Get in on this viral marvel and start spreading that buzz! Buzzy was made for all up and coming modern publishers & magazines!

Fb. In. Tw. Be.

How to stay safe in the sun

It looks like it’s going to be another hot summer so it’s really important to make sure you and yours have the right protection.

Dermatologist Dr Anjala Mahto gives advice on sun safety and choosing the best sun cream.

Dr Anjala Mahto is a consultant dermatologist and author of The Skin Bible, a no-nonsense guide to great skin.

 Why wear sun cream?

Connecting with nature and being outdoors has huge benefits for our mental health and vitamin D levels but also brings with it the responsibility to enjoy the sun safely. Protecting the skin from excessive sunlight has a dual purpose. Lowering your risk of developing skin cancer and slowing down skin ageing. 

What do we need to make sure we’re protecting ourselves and our families? 

With so many products on the market, choosing a sun cream can be confusing. You should be looking for a “broad-spectrum” product, which offers protection against both UVB and UVA  radiation. Opt for a product labelled SPF 30-50 with at least a four star UVA rating. If there is no star rating on the packaging then look for the letters “UVA” in a circular logo. 

UVA and UVB,what are they? 

Sunlight is made up of multiple wavelengths, including visible light, ultraviolet (UV) light and infrared radiation. UV light, mainly UVA and UVB penetrate the  earth’s atmosphere and are known to have effects on our skin. UVB rays, with a shorter wavelength than UVA, mostly penetrate the upper layers of the skin and are primarily responsible for skin reddening and  sunburn. UVA rays penetrate more deeply and can contribute to skin ageing.

Is there a right way to apply sun cream?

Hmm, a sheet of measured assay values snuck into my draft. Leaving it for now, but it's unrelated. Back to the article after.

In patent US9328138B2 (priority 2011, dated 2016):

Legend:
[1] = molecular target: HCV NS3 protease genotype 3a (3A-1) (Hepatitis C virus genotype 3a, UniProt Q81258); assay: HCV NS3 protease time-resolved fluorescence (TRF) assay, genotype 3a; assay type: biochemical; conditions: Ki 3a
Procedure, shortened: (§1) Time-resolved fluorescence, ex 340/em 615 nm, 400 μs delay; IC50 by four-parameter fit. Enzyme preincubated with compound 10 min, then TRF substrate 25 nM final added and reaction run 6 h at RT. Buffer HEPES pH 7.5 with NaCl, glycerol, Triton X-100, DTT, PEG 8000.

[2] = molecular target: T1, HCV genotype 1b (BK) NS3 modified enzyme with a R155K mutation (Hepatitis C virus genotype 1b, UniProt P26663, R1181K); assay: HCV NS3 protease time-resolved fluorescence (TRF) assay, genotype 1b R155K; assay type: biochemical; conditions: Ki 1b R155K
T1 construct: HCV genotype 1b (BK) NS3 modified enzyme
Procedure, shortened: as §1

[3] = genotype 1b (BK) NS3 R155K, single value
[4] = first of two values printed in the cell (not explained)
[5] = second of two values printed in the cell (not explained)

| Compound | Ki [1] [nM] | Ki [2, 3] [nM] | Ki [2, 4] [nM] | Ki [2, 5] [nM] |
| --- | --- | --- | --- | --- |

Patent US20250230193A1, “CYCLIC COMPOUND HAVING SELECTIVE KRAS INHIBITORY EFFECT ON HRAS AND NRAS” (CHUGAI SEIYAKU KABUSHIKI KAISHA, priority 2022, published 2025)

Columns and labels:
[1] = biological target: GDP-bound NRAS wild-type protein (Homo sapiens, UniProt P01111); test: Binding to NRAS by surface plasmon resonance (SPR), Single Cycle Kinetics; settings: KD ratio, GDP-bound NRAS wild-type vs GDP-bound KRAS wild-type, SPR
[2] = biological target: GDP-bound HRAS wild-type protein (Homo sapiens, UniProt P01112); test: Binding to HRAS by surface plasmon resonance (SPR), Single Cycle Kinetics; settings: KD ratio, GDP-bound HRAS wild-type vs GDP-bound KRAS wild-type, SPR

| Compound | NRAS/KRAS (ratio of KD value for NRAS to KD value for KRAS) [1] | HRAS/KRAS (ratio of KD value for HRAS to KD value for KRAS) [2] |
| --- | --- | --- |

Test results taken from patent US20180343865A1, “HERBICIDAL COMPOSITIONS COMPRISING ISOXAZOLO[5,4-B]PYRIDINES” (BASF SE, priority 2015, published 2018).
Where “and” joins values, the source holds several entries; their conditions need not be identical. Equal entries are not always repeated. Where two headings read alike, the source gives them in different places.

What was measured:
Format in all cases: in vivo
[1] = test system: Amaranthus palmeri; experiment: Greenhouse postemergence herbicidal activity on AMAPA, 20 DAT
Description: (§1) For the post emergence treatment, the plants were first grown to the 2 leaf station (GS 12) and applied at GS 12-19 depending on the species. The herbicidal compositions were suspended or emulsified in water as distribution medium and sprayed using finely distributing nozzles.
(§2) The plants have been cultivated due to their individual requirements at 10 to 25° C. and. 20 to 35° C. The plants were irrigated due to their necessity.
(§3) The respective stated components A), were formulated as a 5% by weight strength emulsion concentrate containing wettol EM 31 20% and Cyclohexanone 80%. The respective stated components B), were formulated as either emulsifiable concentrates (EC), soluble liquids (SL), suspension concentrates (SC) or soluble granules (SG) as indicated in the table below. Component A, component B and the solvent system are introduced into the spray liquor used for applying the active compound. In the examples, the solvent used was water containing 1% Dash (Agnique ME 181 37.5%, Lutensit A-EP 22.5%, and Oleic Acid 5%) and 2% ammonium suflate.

Many of us are guilty of under-applying. As a rule of thumb, aim for about a teaspoon per body area: one for your face and neck, one for each arm, one for each leg, one for your chest and abdomen, and one for your back. Reapply every 90 minutes or so to get the factor on the bottle. It should also be reapplied after swimming or sweating a lot. Remember to use it even on cloudy days. Ultraviolet light can penetrate cloud cover and some of the worst sunburn occurs when you’re caught out.

What’s the difference between chemical and  mineral sun cream?

These are the two main types  of sun cream. The first uses chemical filters to absorb UV radiation whereas as physical or mineral (often containing titanium and zinc) form a physical barrier blocking out the rays. Choice depends on personal preference but those with sensitive skin, rosacea or eczema may find that their skin is better suited to mineral products. There is currently lots of debate on whether sun cream chemicals such as oxybenzone and octinoxate damage the environment; if this is a worry, then opting for a mineral sunscreen may be better but this remains to be seen. 

What are your basic rules for being in the sun?

Sun cream is only one part other precautions include protective clothing, hats, sunglasses and seeking the shade between 11am-3pm. Children under 6 months should be kept out of direct sunlight as their skin is delicate and the risk of burning is high. Toddlers and older children should be using broad-spectrum SPF 50

Our sun cream top picks:

Ambre Solaire Clear Protect Spray SPF50 200ml £12 The USP for this sun cream is that it’s clear and broad spectrum. No white marks here, and hopefully no sunburn either.

Child’s Farm Sun Cream SPF 50+ 125ml £12 This high-factor formula is extra gentle on even babies’ delicate skin and comes paediatrician approved

Nivea Kids Pocket Size SPF 50 50ml £5.99 Practical pocket-size lotion for on-the-go care. It’s also reef safe as it’s free from octinoxate and oxybenzone.

Organic Children Lotion & After Sun Aloe Vera 200ml £12 Being in the sun can be drying for skin, especially if your child has eczema. This organic lotion provides a  soothing solution.

Ultrasun Extreme SPF 50+ 100ml £22 This vitamin enriched, non-greasy,  high protection cream is designed for ‘extreme’ conditions – yes, lying on the beach counts.

Post tags:
You don't have permission to register